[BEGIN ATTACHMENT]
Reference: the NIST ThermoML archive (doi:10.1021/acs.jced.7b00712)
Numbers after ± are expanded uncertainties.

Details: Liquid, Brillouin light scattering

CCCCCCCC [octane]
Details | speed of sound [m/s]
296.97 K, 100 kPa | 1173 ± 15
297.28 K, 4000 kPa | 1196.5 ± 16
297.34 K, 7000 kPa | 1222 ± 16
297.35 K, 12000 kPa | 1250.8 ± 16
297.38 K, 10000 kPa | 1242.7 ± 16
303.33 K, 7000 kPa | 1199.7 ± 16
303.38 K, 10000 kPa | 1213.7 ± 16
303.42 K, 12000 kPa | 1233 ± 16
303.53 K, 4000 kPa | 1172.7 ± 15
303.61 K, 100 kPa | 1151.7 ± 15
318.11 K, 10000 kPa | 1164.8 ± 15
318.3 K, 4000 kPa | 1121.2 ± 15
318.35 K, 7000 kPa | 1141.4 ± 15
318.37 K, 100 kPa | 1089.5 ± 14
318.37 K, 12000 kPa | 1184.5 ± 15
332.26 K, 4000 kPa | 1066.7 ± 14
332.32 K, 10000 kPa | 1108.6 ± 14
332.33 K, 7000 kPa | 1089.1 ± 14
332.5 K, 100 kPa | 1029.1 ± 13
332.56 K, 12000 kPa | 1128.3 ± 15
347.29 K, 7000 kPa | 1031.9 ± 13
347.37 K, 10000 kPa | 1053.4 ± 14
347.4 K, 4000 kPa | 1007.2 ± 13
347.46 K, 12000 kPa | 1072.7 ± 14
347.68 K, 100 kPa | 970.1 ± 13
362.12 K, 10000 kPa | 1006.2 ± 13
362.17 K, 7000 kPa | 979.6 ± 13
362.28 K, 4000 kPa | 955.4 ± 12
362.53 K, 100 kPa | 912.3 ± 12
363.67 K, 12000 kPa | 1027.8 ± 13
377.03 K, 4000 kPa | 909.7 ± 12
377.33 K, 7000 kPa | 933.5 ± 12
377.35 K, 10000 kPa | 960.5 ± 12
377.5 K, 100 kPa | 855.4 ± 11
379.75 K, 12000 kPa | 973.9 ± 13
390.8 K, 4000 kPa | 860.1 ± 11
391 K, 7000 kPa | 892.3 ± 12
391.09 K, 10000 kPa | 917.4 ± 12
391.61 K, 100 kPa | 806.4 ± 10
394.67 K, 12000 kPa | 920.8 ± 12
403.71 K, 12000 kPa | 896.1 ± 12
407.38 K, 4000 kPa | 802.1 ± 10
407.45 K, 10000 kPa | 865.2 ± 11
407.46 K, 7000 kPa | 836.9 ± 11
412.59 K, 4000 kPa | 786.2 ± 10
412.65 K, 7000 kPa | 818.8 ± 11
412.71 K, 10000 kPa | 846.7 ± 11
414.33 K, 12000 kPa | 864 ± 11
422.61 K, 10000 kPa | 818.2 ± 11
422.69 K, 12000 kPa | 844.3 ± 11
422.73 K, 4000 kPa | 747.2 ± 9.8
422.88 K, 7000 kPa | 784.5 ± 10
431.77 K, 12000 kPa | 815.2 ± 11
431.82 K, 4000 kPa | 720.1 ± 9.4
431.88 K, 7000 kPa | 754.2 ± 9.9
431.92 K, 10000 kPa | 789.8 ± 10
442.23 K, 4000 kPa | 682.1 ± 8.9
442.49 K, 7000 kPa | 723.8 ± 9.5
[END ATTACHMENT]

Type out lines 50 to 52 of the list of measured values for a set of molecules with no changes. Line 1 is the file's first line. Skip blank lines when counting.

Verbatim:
412.59 K, 4000 kPa | 786.2 ± 10
412.65 K, 7000 kPa | 818.8 ± 11
412.71 K, 10000 kPa | 846.7 ± 11